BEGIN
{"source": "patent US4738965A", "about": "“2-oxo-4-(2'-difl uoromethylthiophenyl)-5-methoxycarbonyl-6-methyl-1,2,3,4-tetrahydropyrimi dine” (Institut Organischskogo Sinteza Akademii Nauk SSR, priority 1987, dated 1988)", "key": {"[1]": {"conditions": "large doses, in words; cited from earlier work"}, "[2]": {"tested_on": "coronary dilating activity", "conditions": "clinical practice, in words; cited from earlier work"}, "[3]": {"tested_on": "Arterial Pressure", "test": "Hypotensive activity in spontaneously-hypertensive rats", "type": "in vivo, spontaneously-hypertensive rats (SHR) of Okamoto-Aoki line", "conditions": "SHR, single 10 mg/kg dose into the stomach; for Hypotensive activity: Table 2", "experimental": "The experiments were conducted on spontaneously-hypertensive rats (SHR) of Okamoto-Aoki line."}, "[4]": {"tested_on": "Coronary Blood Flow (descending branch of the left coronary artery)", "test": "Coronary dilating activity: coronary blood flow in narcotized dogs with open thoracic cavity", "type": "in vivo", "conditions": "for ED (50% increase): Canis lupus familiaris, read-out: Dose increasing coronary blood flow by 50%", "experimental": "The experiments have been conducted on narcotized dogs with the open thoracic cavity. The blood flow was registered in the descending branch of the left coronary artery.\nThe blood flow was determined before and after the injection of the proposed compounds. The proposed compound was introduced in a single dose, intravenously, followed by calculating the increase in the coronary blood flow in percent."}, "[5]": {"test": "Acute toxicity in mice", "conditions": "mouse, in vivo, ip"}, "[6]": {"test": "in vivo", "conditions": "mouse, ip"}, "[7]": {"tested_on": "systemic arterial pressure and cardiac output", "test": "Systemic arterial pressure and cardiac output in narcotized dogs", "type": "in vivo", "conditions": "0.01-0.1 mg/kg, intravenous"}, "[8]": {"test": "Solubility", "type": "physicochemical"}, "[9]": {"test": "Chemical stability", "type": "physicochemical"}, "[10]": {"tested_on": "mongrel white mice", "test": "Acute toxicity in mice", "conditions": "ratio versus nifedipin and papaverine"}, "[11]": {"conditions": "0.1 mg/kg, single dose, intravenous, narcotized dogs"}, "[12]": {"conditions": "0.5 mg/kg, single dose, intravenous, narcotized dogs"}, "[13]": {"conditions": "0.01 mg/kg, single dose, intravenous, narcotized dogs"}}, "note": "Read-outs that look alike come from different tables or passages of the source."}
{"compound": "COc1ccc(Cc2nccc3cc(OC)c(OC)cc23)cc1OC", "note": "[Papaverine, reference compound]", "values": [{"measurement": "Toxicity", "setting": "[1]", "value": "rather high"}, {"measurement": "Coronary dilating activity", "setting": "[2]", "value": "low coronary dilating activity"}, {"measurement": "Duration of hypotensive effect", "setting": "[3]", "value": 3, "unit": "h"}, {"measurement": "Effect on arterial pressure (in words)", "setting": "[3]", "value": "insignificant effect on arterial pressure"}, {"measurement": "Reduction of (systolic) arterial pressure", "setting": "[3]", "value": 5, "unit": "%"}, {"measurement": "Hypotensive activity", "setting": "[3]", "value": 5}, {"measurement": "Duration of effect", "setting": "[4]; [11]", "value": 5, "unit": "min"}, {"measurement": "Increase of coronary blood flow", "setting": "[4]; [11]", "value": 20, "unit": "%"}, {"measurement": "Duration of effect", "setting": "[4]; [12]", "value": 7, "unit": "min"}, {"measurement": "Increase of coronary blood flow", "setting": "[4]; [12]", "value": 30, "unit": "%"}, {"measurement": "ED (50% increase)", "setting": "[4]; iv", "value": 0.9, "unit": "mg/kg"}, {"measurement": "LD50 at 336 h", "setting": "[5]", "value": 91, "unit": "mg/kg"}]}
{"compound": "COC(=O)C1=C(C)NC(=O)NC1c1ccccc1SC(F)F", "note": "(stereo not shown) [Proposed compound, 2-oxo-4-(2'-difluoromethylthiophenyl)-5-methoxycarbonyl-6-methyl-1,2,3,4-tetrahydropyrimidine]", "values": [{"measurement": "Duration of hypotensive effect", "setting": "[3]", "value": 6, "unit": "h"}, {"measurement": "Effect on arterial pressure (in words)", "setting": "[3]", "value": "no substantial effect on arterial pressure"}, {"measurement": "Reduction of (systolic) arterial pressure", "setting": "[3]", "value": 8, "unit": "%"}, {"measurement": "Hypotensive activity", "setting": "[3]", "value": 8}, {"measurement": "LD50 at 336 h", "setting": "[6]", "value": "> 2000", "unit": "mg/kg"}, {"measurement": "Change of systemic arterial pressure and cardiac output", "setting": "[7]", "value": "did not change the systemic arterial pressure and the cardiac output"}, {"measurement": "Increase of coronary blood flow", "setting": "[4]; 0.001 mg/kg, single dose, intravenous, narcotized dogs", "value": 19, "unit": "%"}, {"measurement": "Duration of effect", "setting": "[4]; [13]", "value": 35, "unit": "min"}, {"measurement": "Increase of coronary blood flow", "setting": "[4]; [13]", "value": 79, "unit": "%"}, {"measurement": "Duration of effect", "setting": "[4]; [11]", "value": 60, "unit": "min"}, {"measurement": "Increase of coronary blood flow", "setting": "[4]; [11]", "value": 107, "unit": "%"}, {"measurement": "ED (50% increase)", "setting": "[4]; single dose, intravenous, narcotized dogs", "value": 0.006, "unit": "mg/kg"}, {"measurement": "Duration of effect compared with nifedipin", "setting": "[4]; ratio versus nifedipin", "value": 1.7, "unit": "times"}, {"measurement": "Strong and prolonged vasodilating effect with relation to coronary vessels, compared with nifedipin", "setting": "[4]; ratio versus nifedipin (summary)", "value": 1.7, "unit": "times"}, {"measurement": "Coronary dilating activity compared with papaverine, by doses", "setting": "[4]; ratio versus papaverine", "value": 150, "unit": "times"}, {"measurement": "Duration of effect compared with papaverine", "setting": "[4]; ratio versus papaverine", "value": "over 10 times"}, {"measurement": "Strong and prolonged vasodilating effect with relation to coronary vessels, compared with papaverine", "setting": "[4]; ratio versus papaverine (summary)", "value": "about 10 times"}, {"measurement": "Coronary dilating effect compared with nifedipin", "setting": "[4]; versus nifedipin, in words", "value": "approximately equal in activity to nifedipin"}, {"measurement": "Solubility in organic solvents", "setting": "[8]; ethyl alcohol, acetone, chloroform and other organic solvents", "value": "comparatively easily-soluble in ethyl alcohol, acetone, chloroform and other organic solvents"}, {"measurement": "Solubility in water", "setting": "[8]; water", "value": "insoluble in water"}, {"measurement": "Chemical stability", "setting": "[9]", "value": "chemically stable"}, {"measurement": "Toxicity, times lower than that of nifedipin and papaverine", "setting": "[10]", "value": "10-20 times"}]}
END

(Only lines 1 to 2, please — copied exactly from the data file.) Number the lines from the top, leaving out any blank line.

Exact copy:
{"source": "patent US4738965A", "about": "“2-oxo-4-(2'-difl uoromethylthiophenyl)-5-methoxycarbonyl-6-methyl-1,2,3,4-tetrahydropyrimi dine” (Institut Organischskogo Sinteza Akademii Nauk SSR, priority 1987, dated 1988)", "key": {"[1]": {"conditions": "large doses, in words; cited from earlier work"}, "[2]": {"tested_on": "coronary dilating activity", "conditions": "clinical practice, in words; cited from earlier work"}, "[3]": {"tested_on": "Arterial Pressure", "test": "Hypotensive activity in spontaneously-hypertensive rats", "type": "in vivo, spontaneously-hypertensive rats (SHR) of Okamoto-Aoki line", "conditions": "SHR, single 10 mg/kg dose into the stomach; for Hypotensive activity: Table 2", "experimental": "The experiments were conducted on spontaneously-hypertensive rats (SHR) of Okamoto-Aoki line."}, "[4]": {"tested_on": "Coronary Blood Flow (descending branch of the left coronary artery)", "test": "Coronary dilating activity: coronary blood flow in narcotized dogs with open thoracic cavity", "type": "in vivo", "conditions": "for ED (50% increase): Canis lupus familiaris, read-out: Dose increasing coronary blood flow by 50%", "experimental": "The experiments have been conducted on narcotized dogs with the open thoracic cavity. The blood flow was registered in the descending branch of the left coronary artery.\nThe blood flow was determined before and after the injection of the proposed compounds. The proposed compound was introduced in a single dose, intravenously, followed by calculating the increase in the coronary blood flow in percent."}, "[5]": {"test": "Acute toxicity in mice", "conditions": "mouse, in vivo, ip"}, "[6]": {"test": "in vivo", "conditions": "mouse, ip"}, "[7]": {"tested_on": "systemic arterial pressure and cardiac output", "test": "Systemic arterial pressure and cardiac output in narcotized dogs", "type": "in vivo", "conditions": "0.01-0.1 mg/kg, intravenous"}, "[8]": {"test": "Solubility", "type": "physicochemical"}, "[9]": {"test": "Chemical stability", "type": "physicochemical"}, "[10]": {"tested_on": "mongrel white mice", "test": "Acute toxicity in mice", "conditions": "ratio versus nifedipin and papaverine"}, "[11]": {"conditions": "0.1 mg/kg, single dose, intravenous, narcotized dogs"}, "[12]": {"conditions": "0.5 mg/kg, single dose, intravenous, narcotized dogs"}, "[13]": {"conditions": "0.01 mg/kg, single dose, intravenous, narcotized dogs"}}, "note": "Read-outs that look alike come from different tables or passages of the source."}
{"compound": "COc1ccc(Cc2nccc3cc(OC)c(OC)cc23)cc1OC", "note": "[Papaverine, reference compound]", "values": [{"measurement": "Toxicity", "setting": "[1]", "value": "rather high"}, {"measurement": "Coronary dilating activity", "setting": "[2]", "value": "low coronary dilating activity"}, {"measurement": "Duration of hypotensive effect", "setting": "[3]", "value": 3, "unit": "h"}, {"measurement": "Effect on arterial pressure (in words)", "setting": "[3]", "value": "insignificant effect on arterial pressure"}, {"measurement": "Reduction of (systolic) arterial pressure", "setting": "[3]", "value": 5, "unit": "%"}, {"measurement": "Hypotensive activity", "setting": "[3]", "value": 5}, {"measurement": "Duration of effect", "setting": "[4]; [11]", "value": 5, "unit": "min"}, {"measurement": "Increase of coronary blood flow", "setting": "[4]; [11]", "value": 20, "unit": "%"}, {"measurement": "Duration of effect", "setting": "[4]; [12]", "value": 7, "unit": "min"}, {"measurement": "Increase of coronary blood flow", "setting": "[4]; [12]", "value": 30, "unit": "%"}, {"measurement": "ED (50% increase)", "setting": "[4]; iv", "value": 0.9, "unit": "mg/kg"}, {"measurement": "LD50 at 336 h", "setting": "[5]", "value": 91, "unit": "mg/kg"}]}